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Anastrozole and Letrozole

This study has been completed.
Connecticut Breast Health Initiative
Information provided by (Responsible Party):
Pamela Taxel, University of Connecticut Health Center Identifier:
First received: September 26, 2008
Last updated: December 14, 2011
Last verified: December 2011

Aromatase Inhibitors (AI) are effective for secondary prevention of breast cancer and may soon replace tamoxifen as first-line therapy in the treatment of hormone-sensitive breast cancer. However, because these medications produce a marked reduction in serum estrogen levels, this is likely to result in an increased rate of bone loss and risk of developing osteoporosis and fractures in postmenopausal women treated with these agents. Indeed, substantial bone loss has been reported in several large clinical trials of AIs. Osteoporosis drugs are available that could prevent this loss, but they have frequent side effects and are expensive. Thus, treating all women receiving AIs might not be the most appropriate and cost-effective approach. A better approach might be to select women at highest risk of bone loss and only treat them with antiresorptive agents.

The proposed pilot study will evaluate women who receive anastrozole or letrozole therapy, are receiving adequate amounts of calcium and vitamin D and have baseline normal or moderately low bone mass in order to determine if early changes in bone turnover markers correlate with bone loss at one year. If data from this pilot protocol support our hypothesis, then we would propose a larger trial to confirm it. The ultimate aim is to predict which women are at higher risk of bone loss and therefore treat them earlier with bone-sparing agents, while those with lower risk could be monitored on conservative therapy.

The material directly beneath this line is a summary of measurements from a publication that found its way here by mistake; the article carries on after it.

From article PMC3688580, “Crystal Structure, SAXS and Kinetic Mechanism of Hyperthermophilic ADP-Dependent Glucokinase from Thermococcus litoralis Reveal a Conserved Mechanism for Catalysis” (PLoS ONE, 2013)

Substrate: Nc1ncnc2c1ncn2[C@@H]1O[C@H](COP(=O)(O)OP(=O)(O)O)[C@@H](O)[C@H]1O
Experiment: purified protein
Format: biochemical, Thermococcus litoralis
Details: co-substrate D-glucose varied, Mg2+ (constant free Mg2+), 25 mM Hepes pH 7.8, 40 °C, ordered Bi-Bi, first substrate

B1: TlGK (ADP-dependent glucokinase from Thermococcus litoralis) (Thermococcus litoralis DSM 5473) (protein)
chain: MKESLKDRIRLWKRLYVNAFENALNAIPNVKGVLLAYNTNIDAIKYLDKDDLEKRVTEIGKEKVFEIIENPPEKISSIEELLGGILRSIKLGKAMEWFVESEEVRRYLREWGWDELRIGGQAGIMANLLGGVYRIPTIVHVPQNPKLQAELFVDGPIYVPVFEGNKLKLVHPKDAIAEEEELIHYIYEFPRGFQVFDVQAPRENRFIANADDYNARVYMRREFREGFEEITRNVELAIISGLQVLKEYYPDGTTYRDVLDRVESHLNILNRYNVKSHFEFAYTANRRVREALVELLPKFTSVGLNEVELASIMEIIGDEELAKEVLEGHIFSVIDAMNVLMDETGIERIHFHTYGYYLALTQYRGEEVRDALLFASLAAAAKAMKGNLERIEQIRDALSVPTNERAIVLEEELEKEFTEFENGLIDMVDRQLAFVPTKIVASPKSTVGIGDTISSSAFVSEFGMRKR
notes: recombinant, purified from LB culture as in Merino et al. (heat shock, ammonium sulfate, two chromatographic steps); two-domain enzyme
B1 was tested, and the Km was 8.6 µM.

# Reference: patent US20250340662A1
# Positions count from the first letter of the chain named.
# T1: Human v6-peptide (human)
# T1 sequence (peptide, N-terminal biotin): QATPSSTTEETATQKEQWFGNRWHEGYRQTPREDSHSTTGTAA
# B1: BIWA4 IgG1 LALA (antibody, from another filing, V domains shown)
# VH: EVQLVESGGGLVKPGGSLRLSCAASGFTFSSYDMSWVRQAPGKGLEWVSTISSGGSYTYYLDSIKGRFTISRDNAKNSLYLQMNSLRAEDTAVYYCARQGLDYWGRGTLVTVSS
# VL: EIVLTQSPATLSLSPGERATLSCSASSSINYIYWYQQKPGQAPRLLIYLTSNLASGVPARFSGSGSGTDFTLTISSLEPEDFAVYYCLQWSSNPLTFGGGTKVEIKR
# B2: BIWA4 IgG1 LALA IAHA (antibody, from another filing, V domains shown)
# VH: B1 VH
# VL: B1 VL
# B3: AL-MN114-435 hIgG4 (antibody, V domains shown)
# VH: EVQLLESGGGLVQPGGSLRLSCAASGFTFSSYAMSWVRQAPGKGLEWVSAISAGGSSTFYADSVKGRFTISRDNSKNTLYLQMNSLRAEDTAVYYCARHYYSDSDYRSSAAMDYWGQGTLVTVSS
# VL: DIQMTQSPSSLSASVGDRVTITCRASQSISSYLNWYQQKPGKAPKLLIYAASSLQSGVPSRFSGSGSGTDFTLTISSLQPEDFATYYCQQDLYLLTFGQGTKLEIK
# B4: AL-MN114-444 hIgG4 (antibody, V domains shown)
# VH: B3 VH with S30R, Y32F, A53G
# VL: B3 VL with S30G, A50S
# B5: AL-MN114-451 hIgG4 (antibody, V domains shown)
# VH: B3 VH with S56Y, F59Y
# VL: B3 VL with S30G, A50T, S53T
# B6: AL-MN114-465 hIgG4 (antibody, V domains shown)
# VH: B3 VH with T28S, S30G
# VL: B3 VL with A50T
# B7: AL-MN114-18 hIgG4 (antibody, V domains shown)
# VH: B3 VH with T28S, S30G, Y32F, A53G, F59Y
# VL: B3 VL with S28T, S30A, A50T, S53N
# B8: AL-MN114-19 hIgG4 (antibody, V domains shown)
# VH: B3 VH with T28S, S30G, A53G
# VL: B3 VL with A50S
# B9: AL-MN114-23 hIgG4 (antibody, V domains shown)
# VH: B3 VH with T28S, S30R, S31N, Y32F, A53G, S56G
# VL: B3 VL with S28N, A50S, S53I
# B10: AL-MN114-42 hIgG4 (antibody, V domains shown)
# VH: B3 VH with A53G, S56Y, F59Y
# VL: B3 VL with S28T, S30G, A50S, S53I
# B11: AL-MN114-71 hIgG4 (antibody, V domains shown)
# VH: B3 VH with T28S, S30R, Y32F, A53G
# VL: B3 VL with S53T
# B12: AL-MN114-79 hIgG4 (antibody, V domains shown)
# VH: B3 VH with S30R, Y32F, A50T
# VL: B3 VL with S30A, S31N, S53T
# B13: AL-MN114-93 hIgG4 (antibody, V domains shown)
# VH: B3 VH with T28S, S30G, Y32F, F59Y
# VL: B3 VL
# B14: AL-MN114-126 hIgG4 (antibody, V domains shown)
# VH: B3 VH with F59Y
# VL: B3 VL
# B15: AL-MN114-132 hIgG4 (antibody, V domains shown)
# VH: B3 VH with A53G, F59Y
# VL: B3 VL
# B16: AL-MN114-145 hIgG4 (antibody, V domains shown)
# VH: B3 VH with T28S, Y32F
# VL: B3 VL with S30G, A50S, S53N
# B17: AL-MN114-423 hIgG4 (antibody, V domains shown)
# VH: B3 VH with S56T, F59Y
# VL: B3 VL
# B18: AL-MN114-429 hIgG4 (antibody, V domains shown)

Breast Cancer

Study Type: Observational
Study Design: Observational Model: Case-Only
Time Perspective: Prospective
Official Title: Effect Of Anastrozole And Letrozole On Bone Turnover Markers And Bone Mineral Density In Postmenopausal Women With Primary Breast Cancer: A Pilot Study

Resource links provided by NLM:

Further study details as provided by UConn Health:

Primary Outcome Measures:
  • bone density [ Time Frame: baseline, 6 months, 12 months ]

Secondary Outcome Measures:
  • bone markers [ Time Frame: baseline, 1 month, 3 month, 6 month, 12 month ]

Enrollment: 25
Study Start Date: May 2007
Study Completion Date: December 2011
Primary Completion Date: December 2011 (Final data collection date for primary outcome measure)
Women treated for breast cancer who will be starting Arimidex or Femara


Ages Eligible for Study:   40 Years and older   (Adult, Senior)
Sexes Eligible for Study:   Female
Accepts Healthy Volunteers:   No
Sampling Method:   Non-Probability Sample
Study Population
Women receiving treatment for breast cancer, who will be starting Arimidex or Femara

Inclusion Criteria:

  • Postmenopausal women with diagnosis of breast cancer - have not started Arimidex or Femara yet, but will be starting .

Exclusion Criteria:

  • History of metastasis
  • History of chronic kidney
  • Liver GI disease
  • Disorders affecting calcium metabolism
  Contacts and Locations
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Please refer to this study by its identifier: NCT00762294

United States, Connecticut
University of Connecticut HEalth Center
Farmington, Connecticut, United States, 06030
Sponsors and Collaborators
UConn Health
Connecticut Breast Health Initiative
Principal Investigator: Pamela Taxel, MD UConn Health
  More Information

Responsible Party: Pamela Taxel, Associate Professor of Medicine, University of Connecticut Health Center Identifier: NCT00762294     History of Changes
Other Study ID Numbers: 07-043-2
GCRC # 644
Study First Received: September 26, 2008
Last Updated: December 14, 2011

Keywords provided by UConn Health:
breast cancer
bone health

Additional relevant MeSH terms:
Breast Neoplasms
Neoplasms by Site
Breast Diseases
Skin Diseases
Antineoplastic Agents, Hormonal
Antineoplastic Agents
Aromatase Inhibitors
Steroid Synthesis Inhibitors
Enzyme Inhibitors
Molecular Mechanisms of Pharmacological Action
Estrogen Antagonists
Hormone Antagonists
Hormones, Hormone Substitutes, and Hormone Antagonists
Physiological Effects of Drugs processed this record on April 24, 2017